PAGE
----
The Games Congress Plays

Jatin Gandhi has covered politics and policy for over a decade now for print, TV and the web. He is Deputy Political Editor at Open.
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On Telangana, the party displays an attitude that will hurt it more than it realises

A few days after the Congress Working Committee resolved that the UPA Government should move ahead with the creation of Telangana, Andhra Pradesh Chief Minister N Kiran Kumar Reddy chaired a meeting of pro-United Andhra legislators of the Congress. After the meeting, Reddy shot off a letter to Congress President Sonia Gandhi saying that the local leadership had ‘resolved’ that the state should stay united. Apart from the CM, the state Congress chief Botcha Satyanarayana, 18 ministers of AP and over 70 sitting and former MPs, MLAs and MLCs had signed the letter. Clearly, while the Congress’ central leadership claimed to have taken all affected parties into confidence before announcing the creation of Telangana, it ignored its own leaders in the state.

As a result of the confusion created by the Congress, violent protests continue to disrupt normal life in the Seemandhra and Rayalaseema regions of AP, with government employees in 13 districts on an indefinite protest. For the first time in nearly four decades, the bus service between Tirumala and Tirupati has been suspended; state road transport employees are off work to protest the bifurcation of the state.

Meanwhile in New Delhi, nearly half of the already delayed Monsoon session of Parliament has been drowned by the din over the state’s division. In five of the first seven working days of Parliament, barely any business was conducted by the Lok Sabha because of the ruling party’s own MPs shouting slogans in favour of a united Andhra. Disruptions on the issue forced the chair to repeatedly adjourn House proceedings, including in Question Hour. On 13 August, day 6, when a handful of MPs of the Telugu Desam Party still continued to oppose the move and shout “We want Justice” slogans in the well of the Lok Sabha, the House was adjourned repeatedly and the planned discussion on the Food Security Bill was put off till the next day.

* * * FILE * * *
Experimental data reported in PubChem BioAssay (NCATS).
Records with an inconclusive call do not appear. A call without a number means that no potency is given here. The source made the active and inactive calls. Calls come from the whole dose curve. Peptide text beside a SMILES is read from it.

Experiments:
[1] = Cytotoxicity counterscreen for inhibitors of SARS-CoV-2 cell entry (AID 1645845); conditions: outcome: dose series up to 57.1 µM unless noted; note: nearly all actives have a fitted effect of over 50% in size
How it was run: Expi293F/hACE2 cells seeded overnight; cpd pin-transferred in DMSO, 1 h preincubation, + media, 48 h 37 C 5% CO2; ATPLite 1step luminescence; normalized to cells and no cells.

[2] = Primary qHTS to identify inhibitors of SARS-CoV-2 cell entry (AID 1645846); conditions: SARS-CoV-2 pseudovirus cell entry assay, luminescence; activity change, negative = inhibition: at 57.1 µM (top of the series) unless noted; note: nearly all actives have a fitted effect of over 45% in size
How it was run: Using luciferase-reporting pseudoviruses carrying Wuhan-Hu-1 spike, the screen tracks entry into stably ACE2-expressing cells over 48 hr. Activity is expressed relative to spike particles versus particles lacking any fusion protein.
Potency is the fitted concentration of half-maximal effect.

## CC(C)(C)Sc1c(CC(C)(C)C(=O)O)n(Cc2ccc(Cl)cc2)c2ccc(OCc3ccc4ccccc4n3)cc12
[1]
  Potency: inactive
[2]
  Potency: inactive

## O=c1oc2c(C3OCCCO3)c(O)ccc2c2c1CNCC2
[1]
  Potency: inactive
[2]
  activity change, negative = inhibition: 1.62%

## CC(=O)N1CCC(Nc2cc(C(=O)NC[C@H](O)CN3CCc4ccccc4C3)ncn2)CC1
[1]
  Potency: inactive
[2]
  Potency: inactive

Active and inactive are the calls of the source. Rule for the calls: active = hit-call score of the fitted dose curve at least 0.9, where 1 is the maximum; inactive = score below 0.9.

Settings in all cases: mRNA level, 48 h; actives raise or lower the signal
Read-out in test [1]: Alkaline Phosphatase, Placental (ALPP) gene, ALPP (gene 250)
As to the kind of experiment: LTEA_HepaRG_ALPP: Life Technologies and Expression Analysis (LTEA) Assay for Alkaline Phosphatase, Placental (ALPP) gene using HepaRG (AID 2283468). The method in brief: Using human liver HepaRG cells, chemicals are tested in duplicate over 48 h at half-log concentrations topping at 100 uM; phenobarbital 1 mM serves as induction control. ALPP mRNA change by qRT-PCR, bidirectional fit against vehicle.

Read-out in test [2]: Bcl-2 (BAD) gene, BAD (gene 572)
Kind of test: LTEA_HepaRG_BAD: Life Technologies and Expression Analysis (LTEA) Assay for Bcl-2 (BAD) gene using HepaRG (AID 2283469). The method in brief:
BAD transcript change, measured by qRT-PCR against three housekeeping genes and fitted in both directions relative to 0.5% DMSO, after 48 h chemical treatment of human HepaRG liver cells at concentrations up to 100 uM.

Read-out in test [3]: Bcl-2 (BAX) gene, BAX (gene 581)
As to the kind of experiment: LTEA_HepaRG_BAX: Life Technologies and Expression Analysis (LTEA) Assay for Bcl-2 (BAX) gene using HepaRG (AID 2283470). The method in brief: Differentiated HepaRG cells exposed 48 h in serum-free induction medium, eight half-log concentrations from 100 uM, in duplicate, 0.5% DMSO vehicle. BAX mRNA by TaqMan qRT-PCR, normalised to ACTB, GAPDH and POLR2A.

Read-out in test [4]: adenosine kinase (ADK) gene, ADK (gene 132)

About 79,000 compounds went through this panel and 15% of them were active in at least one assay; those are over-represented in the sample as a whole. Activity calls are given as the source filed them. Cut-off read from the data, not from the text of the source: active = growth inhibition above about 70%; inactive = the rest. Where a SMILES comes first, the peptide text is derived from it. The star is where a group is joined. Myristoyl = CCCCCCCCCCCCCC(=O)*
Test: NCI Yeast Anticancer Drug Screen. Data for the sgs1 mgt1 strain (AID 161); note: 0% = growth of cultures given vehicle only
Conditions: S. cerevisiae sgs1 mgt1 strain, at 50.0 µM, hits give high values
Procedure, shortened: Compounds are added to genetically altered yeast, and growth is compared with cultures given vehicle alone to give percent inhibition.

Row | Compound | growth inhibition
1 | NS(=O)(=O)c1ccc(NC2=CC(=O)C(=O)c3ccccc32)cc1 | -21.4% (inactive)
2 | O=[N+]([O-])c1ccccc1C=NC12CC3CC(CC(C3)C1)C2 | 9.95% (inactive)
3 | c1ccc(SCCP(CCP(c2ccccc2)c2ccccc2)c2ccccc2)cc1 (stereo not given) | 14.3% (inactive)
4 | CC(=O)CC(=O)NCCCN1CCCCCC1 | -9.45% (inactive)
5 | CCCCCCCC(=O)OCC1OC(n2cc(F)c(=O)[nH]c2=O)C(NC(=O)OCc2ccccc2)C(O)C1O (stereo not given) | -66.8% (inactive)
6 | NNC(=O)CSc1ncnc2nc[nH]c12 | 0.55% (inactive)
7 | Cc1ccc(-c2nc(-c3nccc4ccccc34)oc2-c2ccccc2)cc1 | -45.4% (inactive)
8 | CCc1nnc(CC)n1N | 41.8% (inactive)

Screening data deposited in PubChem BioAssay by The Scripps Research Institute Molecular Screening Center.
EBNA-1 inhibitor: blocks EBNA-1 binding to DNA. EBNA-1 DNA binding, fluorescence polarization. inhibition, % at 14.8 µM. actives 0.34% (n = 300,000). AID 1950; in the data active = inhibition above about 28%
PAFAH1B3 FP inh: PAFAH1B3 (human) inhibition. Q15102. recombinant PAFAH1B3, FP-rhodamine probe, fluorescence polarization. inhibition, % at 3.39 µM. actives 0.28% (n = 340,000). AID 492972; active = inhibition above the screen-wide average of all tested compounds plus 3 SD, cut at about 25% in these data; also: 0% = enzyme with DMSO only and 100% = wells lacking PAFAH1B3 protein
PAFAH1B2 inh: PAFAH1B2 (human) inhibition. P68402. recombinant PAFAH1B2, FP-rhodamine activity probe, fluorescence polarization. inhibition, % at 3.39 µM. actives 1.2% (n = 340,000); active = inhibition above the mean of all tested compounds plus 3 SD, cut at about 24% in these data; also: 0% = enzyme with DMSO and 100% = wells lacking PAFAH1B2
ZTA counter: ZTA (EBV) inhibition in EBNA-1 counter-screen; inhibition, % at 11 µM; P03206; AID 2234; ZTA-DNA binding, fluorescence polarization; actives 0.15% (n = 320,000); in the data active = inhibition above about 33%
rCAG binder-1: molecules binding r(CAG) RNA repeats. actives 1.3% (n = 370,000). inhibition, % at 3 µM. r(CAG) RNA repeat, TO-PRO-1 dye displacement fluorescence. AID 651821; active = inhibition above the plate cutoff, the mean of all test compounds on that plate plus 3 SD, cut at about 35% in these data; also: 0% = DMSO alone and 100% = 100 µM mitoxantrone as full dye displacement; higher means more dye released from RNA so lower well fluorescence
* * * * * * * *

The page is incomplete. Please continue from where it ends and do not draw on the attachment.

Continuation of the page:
Disruptions continued on day 7. The bill can now only be taken up after the House meets again on 19 August.

The smugness of the Congress was on display when MP Sandeep Dikshit appealed on behalf of the party to TDP members to let the House function. Pointed out that the Congress had failed to rein in its own MPs earlier who were causing disruptions, Dikshit said his party colleagues had caused disruptions for “four-five days” which the party considers reasonable time for such “democratic protests”. But TDP MPs protesting over the same issue the sixth day, in the Congress’ view, amounts to holding the nation to ransom.

It was the same attitude that was at play when the Congress announced its Telangana decision on 30 July, ignoring the views of its state unit and leading to widespread protests. It had sat on the promise long enough and only reacted, not acted, for the sake of political expediency. The creation of Telangana was included in the UPA’s Common Minimum Programme as early as 2004, but was left for the last lap of the UPA II regime before the 2014 polls, not because the Congress had thought out the issue or consulted various stakeholders, but because it wanted to contain losses in the next General Election.

Opinion polls have predicted that the Jaganmohan Reddy led YRS Congress will inflict heavy losses on the Congress. With both the YSR Congress and TDP opposing the planned bifurcation, the Congress hopes that the announcement will give it a definite edge over the two parties in the Telangana region. But again, these calculations have been done sitting in Delhi by the central leadership without paying attention to sentiments in the much larger Seemandhra region, which has more than half of the state’s Lok Sabha constituencies.

More than a fortnight after the announcement, the Union’s officiating Home Minister P Chidambaram declared that there is no timeline for the new state’s creation. The last time the UPA had said it would create Telangana, it was Chidambaram who had made the announcement— back in December 2009. Following similar protests earlier, the UPA announced it was putting the decision on hold to evolve a consensus first. Three committees were set up by the UPA to look into the Telangana issue. A part of the Srikrishna Committee report has been withheld while the outcome of the earlier Rosaiah and Pranab Mukherjee Committees is unclear. The kneejerk announcement has only created confusion over the status of Telangana today.

The Government is not likely to introduce a bill to effect the bifurcation in this Parliament session. Whether there will be another session before the next polls remains unclear. The UPA Government has been unable to run Parliament in the last few sessions. Yet, there is a section within the Congress that still believes that it need not try to run Parliament efficiently because it will not affect its electoral prospects as long as it gets its poll arithmetic right. Opinion poll after poll has forecast that the Congress’ tally of Lok Sabha seats will go down in the next General Election. The ruling party, on its part, has only a mix of gimmicks and smugness to offer in response. All this will do is hasten the party’s downslide.